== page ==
Friday, June 23, 2017

Lettuce Turnip the Beet in Mr. Menci's Garden: Castiglion Fiorentino, Italy

We recently got the honor of meeting a local gardener and painter, Gabriele Menci. He took us through his garden and showed us his paintings as we explored through his home. After learning about how the Romans utilized agriculture, I am now able to connect Gabriele's garden to these concepts. What instantly comes to mind is his use of fertilizer. Romans often used natural fertilizers and even gave their plants alcohol. While Gabriele didn't have insight that he gives his plants alcohol as the Romans did, he did explain how he used natural products for fertilizer, and how he utilizes sticks to keep the moisture in surrounding his crops. As Romans relied on the garden for their source of food, The Menci family does as well by growing vegetables, and he did even have chickens (but the foxes ate them according to Gabriele). Gabriele then brings his agriculture and scenery under the Tuscan sun to life with paintings. His home was filled with beautiful paintings, some full of sunflowers and many Italian Cypress trees- which we discussed in lecture. These trees that fill the rolling hills of Italy are often seen as well as the Italian Pine tree which I first remember seeing outside of the Rome airport flying in. Visiting Menci's home was quite an indulgence in the Italian culture, and sampling his garden was delightful as well. I tried his sweet peas and another type of pea that was bitter and tart. The tart bean is the one pictured and it was very large, and the inside almost felt like a soft blanket. We also sampled more of Menci's agricultural garden by eating a strawberry and the cherries provided as we were watching Gabriele's art demonstration. It was fascinating for me to compare Menci's Garden with my dad's garden at home. Menci had a larger variety of fruits and vegetables, but something I have noted throughout the trip so far is that I haven't seen any corn in gardens or our meals. Corn is a large major crop in Texas and at my house and it has surprised me that I have not seen it here. These differences in crops intrigued me, so I did some further research on the uses of crops. The crops of Italy (including rice, grapes, and olives) are focused around the Italian culture. This makes Italian crops unique to Italy and defines the rich culture itself. The Mediterranean climate also has the perfect conditions for these crops- while in Texas the climate is much different. The focus of a lot of crops in Texas - especially around Central Texas where I am from are utilized for livestock (such as horse feed). While a lot of the crops I have seen in Italy are more focused on human consumption and use. The set up of Gabriele's garden is similar to the set up of my home garden, however; I noticed Gabriele's Garden was more sporadic, and the focus was on the crop itself and protecting it than it's outer appearance (such as weeds, etc.) Overall, the visit to The Menci's Garden was an educational experience through learning about an agricultural garden and Horticulture in art.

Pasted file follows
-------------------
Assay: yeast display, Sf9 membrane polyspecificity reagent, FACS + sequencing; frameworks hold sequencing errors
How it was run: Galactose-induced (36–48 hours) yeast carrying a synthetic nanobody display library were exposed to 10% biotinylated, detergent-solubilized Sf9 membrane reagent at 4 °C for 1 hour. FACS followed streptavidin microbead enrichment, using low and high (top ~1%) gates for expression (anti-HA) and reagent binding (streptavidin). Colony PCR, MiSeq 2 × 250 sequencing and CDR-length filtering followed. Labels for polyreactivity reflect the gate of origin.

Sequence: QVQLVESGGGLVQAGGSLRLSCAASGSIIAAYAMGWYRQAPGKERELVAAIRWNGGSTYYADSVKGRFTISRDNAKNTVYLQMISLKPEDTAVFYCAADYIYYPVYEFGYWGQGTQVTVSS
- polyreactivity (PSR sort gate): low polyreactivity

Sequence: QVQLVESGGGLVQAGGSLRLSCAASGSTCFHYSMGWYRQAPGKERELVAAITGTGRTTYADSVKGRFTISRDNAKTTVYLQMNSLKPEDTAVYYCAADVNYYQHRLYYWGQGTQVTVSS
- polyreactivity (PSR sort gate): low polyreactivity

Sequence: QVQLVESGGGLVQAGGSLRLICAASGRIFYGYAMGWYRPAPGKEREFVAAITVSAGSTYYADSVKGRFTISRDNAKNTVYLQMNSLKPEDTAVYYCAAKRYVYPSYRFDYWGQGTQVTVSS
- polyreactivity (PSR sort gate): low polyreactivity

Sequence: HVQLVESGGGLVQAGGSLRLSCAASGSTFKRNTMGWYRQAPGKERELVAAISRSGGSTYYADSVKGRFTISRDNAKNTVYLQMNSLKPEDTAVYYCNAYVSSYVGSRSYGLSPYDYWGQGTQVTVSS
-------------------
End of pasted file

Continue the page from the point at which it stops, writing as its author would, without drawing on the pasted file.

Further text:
Signing off!
Julia Schrank

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